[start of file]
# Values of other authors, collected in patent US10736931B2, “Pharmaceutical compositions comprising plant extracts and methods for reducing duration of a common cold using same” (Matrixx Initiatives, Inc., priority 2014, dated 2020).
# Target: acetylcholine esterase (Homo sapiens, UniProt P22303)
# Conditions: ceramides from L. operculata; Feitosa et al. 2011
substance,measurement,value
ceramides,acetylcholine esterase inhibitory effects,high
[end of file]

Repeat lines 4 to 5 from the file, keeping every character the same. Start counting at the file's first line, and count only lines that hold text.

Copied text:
substance,measurement,value
ceramides,acetylcholine esterase inhibitory effects,high